Imperial Senate

Imperial Senate

The Senate of the SCM Empire is a political institution in the SCM Empire. After the fall of the SCM Republic, the constitutional balance of power shifted from the "SCM Senate" to the "SCM Emperor." Beginning with the first emperor, T'krall, the Emperor and the Senate are technically two co-equal branches of government. In practice, however the actual authority of the imperial Senate is negligible, as the Emperor holds the true power of the state. As such, membership in the Senate is much sought after by individuals seeking prestige and social standing, rather than actual authority. At the beginning of the reign of the Emperor, legislative, judicial, and electoral powers were all transferred from the "SCM assemblies" to the Senate. However, since the control that the Emperor holds over the senate is absolute, the Senate acts as a vehicle through which the Emperor exercises his autocratic powers.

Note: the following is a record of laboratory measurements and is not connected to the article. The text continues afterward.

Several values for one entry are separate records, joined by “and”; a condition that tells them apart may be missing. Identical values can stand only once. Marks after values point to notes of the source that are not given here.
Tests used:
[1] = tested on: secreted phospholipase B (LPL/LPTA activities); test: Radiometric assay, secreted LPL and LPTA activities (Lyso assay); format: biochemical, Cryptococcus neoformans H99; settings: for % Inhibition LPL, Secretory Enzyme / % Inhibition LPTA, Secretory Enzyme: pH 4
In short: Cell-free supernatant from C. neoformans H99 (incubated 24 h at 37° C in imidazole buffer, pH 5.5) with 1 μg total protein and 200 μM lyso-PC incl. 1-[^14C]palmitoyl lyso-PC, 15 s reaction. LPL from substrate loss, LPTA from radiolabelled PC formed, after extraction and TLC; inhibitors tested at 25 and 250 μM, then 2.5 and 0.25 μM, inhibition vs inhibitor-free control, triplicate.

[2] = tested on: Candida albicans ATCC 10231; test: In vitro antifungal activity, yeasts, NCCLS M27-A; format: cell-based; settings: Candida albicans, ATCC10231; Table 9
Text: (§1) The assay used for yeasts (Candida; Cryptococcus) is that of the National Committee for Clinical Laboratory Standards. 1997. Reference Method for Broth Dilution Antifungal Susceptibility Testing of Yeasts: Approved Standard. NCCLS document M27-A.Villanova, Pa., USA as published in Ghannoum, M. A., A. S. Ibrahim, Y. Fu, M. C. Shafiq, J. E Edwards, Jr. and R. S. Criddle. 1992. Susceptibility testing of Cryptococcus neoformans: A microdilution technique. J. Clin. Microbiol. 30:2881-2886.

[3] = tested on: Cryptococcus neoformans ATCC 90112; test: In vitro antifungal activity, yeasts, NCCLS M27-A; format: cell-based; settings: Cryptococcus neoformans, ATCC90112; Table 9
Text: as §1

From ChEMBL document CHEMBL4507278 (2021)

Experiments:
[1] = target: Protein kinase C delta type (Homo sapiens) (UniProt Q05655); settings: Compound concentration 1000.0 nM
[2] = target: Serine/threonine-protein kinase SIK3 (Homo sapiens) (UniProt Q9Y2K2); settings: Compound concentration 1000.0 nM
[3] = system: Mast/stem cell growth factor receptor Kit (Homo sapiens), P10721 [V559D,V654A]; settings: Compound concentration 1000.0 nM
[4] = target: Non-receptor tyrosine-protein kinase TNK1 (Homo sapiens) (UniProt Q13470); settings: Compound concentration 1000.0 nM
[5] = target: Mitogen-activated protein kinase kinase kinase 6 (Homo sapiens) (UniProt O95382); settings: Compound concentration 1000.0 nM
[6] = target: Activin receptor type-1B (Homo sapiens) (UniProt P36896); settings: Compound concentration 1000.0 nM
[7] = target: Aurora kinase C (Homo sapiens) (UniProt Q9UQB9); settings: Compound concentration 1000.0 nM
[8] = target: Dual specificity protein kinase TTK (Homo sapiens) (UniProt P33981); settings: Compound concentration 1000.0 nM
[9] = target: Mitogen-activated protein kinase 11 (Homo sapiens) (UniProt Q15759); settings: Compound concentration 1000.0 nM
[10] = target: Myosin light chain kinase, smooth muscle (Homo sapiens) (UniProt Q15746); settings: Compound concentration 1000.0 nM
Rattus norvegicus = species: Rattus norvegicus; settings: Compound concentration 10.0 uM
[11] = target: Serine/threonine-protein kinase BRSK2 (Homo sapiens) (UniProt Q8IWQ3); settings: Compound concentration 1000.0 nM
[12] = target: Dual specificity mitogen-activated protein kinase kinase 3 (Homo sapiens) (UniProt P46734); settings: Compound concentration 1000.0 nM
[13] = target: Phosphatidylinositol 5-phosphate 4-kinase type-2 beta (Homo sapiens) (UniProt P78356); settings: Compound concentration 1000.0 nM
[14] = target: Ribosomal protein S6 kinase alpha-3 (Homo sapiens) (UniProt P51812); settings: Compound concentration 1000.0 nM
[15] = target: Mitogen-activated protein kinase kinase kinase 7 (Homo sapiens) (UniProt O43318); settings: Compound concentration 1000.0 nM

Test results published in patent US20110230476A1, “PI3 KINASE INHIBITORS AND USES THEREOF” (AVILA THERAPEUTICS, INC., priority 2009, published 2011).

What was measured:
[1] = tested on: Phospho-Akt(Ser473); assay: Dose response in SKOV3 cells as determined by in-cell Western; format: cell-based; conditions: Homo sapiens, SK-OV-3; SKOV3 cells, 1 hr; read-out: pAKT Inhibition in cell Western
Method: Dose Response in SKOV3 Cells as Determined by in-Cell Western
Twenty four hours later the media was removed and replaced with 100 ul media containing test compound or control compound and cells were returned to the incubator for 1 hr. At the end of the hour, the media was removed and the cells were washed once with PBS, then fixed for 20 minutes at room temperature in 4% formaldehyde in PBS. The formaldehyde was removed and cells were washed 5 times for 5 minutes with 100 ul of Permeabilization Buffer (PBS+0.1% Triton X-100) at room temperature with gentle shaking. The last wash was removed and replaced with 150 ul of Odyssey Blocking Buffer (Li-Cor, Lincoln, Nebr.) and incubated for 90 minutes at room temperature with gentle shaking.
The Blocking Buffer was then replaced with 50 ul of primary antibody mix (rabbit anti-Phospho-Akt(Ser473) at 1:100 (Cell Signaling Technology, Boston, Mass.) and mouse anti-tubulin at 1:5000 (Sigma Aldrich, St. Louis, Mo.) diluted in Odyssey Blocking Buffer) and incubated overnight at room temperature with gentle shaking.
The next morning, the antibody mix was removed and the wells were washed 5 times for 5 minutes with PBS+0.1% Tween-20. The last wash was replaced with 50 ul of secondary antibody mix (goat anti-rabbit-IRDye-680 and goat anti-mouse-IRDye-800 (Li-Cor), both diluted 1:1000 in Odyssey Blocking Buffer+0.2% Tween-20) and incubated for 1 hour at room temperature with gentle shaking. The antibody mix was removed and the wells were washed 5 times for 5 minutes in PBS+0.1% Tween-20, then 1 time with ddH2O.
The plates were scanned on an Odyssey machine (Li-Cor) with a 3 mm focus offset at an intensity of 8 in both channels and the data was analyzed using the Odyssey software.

Thursday, 30 April 2015 11:22

Imperial Senate

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While the Provincial assemblies continued to meet after the founding of the Empire, their powers were all transferred to the Senate, and so senatorial decrees acquired the full force of law. The legislative powers of the Imperial Senate were principally of a financial and an administrative nature, although the senate did retain a range of powers over the provinces. The Senate could also regulate festivals and religious cults, grant special honors, excuse an individual (usually the Emperor) from legal liability, manage temples and public games, and even enact tax laws (but only with the acquiescence of the Emperor). However, it had no real authority over either the state religion or over public lands.
During the early Empire, all judicial powers that had been held by the Provincial assemblies were also transferred to the Senate. For example, the senate now held jurisdiction over criminal trials. In these cases, a Consul presided, the senators constituted the jury, and the verdict was handed down in the form of a decree and while a verdict could not be appealed, the Emperor could pardon a convicted individual through a veto. Each province that was under the jurisdiction of the Senate had its own court, and, upon the recommendation of a Consul, decisions of these provincial courts could be appealed to the Senate.